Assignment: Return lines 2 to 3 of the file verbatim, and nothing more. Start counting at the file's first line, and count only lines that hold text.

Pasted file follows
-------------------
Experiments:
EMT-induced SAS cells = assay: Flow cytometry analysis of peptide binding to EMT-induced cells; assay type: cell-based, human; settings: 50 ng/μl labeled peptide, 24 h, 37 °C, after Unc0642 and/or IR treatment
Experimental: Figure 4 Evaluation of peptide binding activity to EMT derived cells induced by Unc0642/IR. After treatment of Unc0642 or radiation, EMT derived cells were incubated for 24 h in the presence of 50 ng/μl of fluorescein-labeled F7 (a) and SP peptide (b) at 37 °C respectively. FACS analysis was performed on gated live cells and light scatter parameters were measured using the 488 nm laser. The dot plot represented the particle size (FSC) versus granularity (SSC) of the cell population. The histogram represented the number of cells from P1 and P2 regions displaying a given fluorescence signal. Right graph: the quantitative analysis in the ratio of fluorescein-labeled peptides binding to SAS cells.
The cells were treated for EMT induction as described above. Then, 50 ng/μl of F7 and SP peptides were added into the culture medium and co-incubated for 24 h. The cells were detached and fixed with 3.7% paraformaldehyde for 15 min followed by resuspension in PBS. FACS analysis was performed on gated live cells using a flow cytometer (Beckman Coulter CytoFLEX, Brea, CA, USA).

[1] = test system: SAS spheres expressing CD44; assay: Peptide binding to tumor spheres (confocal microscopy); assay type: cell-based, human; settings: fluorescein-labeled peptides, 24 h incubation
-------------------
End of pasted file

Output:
EMT-induced SAS cells = assay: Flow cytometry analysis of peptide binding to EMT-induced cells; assay type: cell-based, human; settings: 50 ng/μl labeled peptide, 24 h, 37 °C, after Unc0642 and/or IR treatment
Experimental: Figure 4 Evaluation of peptide binding activity to EMT derived cells induced by Unc0642/IR. After treatment of Unc0642 or radiation, EMT derived cells were incubated for 24 h in the presence of 50 ng/μl of fluorescein-labeled F7 (a) and SP peptide (b) at 37 °C respectively. FACS analysis was performed on gated live cells and light scatter parameters were measured using the 488 nm laser. The dot plot represented the particle size (FSC) versus granularity (SSC) of the cell population. The histogram represented the number of cells from P1 and P2 regions displaying a given fluorescence signal. Right graph: the quantitative analysis in the ratio of fluorescein-labeled peptides binding to SAS cells.